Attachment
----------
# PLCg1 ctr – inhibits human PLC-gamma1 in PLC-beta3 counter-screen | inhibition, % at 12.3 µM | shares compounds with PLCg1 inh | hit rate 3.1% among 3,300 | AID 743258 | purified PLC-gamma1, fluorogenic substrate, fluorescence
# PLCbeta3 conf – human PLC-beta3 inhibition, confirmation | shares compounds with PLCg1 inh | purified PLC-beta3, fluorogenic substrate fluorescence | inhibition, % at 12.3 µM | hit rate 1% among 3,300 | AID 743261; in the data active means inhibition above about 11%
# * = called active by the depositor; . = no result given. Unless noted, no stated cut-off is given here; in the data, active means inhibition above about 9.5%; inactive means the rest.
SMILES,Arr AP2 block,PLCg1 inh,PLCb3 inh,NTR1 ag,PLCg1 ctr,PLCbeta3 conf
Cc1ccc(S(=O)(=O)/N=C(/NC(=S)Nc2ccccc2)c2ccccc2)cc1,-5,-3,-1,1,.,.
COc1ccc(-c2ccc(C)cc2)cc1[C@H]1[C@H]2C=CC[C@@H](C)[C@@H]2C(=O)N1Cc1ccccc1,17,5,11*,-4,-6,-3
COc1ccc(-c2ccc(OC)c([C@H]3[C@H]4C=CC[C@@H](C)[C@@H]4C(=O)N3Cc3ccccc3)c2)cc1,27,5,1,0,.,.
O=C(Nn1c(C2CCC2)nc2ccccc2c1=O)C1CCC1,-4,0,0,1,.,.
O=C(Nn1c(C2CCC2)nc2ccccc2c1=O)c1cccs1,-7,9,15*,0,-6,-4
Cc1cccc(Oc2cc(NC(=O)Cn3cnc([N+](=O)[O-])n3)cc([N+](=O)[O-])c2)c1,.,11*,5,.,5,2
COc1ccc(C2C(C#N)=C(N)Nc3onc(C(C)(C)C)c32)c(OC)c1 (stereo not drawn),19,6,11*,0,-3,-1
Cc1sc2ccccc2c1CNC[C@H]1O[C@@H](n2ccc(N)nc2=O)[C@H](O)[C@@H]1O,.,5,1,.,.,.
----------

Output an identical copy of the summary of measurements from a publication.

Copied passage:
# PLCg1 ctr – inhibits human PLC-gamma1 in PLC-beta3 counter-screen | inhibition, % at 12.3 µM | shares compounds with PLCg1 inh | hit rate 3.1% among 3,300 | AID 743258 | purified PLC-gamma1, fluorogenic substrate, fluorescence
# PLCbeta3 conf – human PLC-beta3 inhibition, confirmation | shares compounds with PLCg1 inh | purified PLC-beta3, fluorogenic substrate fluorescence | inhibition, % at 12.3 µM | hit rate 1% among 3,300 | AID 743261; in the data active means inhibition above about 11%
# * = called active by the depositor; . = no result given. Unless noted, no stated cut-off is given here; in the data, active means inhibition above about 9.5%; inactive means the rest.
SMILES,Arr AP2 block,PLCg1 inh,PLCb3 inh,NTR1 ag,PLCg1 ctr,PLCbeta3 conf
Cc1ccc(S(=O)(=O)/N=C(/NC(=S)Nc2ccccc2)c2ccccc2)cc1,-5,-3,-1,1,.,.
COc1ccc(-c2ccc(C)cc2)cc1[C@H]1[C@H]2C=CC[C@@H](C)[C@@H]2C(=O)N1Cc1ccccc1,17,5,11*,-4,-6,-3
COc1ccc(-c2ccc(OC)c([C@H]3[C@H]4C=CC[C@@H](C)[C@@H]4C(=O)N3Cc3ccccc3)c2)cc1,27,5,1,0,.,.
O=C(Nn1c(C2CCC2)nc2ccccc2c1=O)C1CCC1,-4,0,0,1,.,.
O=C(Nn1c(C2CCC2)nc2ccccc2c1=O)c1cccs1,-7,9,15*,0,-6,-4
Cc1cccc(Oc2cc(NC(=O)Cn3cnc([N+](=O)[O-])n3)cc([N+](=O)[O-])c2)c1,.,11*,5,.,5,2
COc1ccc(C2C(C#N)=C(N)Nc3onc(C(C)(C)C)c32)c(OC)c1 (stereo not drawn),19,6,11*,0,-3,-1
Cc1sc2ccccc2c1CNC[C@H]1O[C@@H](n2ccc(N)nc2=O)[C@H](O)[C@@H]1O,.,5,1,.,.,.